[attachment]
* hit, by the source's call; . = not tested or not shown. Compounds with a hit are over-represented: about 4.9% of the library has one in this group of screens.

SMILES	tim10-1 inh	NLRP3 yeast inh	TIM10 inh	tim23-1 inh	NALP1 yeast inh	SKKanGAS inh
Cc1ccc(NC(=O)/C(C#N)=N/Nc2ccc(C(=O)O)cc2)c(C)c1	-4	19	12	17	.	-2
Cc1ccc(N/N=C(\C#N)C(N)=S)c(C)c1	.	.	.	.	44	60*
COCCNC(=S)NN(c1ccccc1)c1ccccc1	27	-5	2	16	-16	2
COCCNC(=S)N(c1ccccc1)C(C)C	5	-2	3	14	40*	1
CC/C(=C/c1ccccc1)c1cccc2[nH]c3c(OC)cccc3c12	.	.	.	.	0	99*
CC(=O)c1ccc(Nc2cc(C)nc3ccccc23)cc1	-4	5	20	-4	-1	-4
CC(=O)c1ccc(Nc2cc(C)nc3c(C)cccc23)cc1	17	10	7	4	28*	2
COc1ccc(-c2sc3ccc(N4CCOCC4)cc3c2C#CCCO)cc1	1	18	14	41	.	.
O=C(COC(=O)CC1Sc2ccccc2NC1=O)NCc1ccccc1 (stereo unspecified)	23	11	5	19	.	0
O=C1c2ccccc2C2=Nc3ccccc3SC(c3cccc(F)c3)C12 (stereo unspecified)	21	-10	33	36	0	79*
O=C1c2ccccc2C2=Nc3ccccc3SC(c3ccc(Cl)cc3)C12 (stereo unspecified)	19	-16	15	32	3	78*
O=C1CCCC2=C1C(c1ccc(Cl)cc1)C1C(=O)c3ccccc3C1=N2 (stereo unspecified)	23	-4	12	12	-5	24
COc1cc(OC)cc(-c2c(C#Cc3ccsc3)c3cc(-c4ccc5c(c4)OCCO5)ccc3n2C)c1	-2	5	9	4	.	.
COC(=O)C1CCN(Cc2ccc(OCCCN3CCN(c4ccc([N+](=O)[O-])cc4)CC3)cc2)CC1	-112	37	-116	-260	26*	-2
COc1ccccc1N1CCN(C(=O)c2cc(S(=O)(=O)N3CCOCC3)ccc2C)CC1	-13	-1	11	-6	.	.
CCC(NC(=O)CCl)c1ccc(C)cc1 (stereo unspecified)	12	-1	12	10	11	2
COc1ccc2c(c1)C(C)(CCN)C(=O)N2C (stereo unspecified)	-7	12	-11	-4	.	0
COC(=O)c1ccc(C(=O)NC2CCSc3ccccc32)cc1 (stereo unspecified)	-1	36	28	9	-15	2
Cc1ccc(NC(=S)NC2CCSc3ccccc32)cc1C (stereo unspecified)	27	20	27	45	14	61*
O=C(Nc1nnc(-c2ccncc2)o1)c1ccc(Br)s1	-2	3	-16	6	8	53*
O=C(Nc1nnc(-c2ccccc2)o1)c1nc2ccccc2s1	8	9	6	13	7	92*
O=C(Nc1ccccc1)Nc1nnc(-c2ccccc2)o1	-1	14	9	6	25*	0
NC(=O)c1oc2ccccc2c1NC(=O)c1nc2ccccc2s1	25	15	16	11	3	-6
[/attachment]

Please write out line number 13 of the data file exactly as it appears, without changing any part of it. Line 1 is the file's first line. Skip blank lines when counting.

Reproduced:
O=C1c2ccccc2C2=Nc3ccccc3SC(c3ccc(Cl)cc3)C12 (stereo unspecified)	19	-16	15	32	3	78*